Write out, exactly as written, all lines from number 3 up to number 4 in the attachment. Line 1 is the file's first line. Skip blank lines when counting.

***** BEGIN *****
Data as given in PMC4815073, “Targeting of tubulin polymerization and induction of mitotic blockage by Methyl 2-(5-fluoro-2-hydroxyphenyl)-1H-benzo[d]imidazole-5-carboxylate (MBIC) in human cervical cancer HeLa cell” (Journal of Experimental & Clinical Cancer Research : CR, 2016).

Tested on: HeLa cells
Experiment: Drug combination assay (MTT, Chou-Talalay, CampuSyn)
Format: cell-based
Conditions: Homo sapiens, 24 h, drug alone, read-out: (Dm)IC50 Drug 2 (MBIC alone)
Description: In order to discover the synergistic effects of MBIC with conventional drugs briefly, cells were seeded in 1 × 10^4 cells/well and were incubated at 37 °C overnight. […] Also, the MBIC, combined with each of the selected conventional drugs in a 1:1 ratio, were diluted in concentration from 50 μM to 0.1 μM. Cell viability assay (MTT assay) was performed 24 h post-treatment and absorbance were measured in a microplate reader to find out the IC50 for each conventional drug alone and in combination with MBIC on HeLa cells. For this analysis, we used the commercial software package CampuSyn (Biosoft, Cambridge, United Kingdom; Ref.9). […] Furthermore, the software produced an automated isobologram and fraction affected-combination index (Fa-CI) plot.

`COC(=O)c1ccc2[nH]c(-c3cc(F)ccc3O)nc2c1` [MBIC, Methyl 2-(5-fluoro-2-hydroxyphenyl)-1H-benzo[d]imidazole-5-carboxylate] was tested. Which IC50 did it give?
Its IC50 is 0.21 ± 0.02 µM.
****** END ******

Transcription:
Experiment: Drug combination assay (MTT, Chou-Talalay, CampuSyn)
Format: cell-based